Most cases of enuresis are treated through behavioral therapy, although in some cases medication may be prescribed.
Psychotherapeutic: An experienced clinician can work with families to craft a behavioral approach. There are several options, among them moisture alarms—sensors that detect moisture and will wake a child whenever he begins to wet the bed—that have proven extremely effective in treating enuresis, though they may take several weeks. Other options may include limiting liquid and caffeine intake at night, encouraging frequent urination, and rewarding kids for each night without bedwetting.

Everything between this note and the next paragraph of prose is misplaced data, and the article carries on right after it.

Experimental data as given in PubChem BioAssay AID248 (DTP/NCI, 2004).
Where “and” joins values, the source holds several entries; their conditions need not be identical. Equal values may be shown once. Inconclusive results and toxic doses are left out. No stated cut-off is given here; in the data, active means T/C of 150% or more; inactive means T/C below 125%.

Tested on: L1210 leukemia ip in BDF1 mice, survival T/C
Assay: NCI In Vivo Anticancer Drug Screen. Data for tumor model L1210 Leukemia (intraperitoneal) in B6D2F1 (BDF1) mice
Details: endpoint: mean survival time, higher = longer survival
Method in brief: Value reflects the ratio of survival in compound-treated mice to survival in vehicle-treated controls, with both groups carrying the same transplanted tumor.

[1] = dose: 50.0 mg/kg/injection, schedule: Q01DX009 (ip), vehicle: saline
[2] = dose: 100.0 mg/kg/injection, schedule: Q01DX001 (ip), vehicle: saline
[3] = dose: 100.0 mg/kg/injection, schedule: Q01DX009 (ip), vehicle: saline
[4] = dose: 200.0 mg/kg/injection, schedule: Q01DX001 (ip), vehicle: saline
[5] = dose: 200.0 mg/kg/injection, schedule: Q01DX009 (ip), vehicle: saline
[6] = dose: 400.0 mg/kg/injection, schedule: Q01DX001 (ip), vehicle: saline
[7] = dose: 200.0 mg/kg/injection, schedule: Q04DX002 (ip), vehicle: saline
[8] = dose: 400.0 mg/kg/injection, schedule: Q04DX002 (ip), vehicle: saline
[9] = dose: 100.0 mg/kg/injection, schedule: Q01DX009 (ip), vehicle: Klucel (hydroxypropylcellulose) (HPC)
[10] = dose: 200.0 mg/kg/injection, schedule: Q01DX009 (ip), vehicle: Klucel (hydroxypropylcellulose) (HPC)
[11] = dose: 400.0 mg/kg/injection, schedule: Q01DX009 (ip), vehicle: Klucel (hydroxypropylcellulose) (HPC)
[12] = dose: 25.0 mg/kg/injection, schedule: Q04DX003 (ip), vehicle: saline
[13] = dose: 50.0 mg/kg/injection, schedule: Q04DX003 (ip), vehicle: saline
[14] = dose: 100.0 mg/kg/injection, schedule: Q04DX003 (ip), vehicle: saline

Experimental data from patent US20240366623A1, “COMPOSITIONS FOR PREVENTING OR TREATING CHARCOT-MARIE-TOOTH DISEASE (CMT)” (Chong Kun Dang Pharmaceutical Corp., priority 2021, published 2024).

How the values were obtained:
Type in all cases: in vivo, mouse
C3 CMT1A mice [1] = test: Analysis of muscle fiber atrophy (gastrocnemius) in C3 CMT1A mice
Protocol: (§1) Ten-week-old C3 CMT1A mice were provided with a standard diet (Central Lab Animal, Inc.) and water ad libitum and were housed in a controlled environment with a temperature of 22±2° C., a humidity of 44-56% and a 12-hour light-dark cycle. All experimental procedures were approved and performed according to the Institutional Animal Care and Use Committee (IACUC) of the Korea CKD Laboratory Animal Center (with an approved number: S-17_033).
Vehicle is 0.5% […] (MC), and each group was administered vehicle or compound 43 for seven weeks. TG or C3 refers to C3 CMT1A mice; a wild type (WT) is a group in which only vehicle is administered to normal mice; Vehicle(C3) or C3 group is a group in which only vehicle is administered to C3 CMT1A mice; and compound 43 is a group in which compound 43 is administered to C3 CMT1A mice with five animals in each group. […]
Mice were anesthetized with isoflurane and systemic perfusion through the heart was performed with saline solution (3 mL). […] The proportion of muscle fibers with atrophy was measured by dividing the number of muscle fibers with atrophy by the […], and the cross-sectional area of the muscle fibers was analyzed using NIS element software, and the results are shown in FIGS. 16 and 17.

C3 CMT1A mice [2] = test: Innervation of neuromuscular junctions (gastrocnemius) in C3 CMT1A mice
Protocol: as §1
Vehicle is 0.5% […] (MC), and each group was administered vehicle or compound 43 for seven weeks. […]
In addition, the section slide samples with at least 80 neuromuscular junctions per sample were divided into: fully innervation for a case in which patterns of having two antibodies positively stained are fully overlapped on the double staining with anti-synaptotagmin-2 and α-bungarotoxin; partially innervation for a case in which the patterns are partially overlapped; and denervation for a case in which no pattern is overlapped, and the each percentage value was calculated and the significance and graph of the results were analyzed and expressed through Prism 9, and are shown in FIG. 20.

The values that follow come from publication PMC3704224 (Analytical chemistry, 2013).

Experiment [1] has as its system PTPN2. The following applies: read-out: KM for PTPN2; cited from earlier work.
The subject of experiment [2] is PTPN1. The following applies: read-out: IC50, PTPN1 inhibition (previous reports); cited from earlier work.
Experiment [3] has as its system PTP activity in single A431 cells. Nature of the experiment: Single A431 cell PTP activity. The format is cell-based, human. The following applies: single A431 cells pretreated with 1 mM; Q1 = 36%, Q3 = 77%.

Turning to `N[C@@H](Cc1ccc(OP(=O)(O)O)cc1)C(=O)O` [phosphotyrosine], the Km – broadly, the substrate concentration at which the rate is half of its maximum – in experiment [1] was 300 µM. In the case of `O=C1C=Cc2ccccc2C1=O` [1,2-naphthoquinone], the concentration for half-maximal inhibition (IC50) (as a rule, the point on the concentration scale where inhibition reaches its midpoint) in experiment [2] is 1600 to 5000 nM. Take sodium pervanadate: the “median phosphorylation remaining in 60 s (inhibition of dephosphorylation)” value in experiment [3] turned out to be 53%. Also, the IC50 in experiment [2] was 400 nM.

Pharmacological: There are some medical options for treating enuresis, but they only work in the short-term; when the child stops taking the medicine he will resume wetting his bed. Desmopressin, which can be taken in a pill or nasal-spray form, causes less urine to be produced at night. If a child has a small bladder, another option might be Ditropan or Levinsin, which increases bladder capacity and decreases bladder contractions.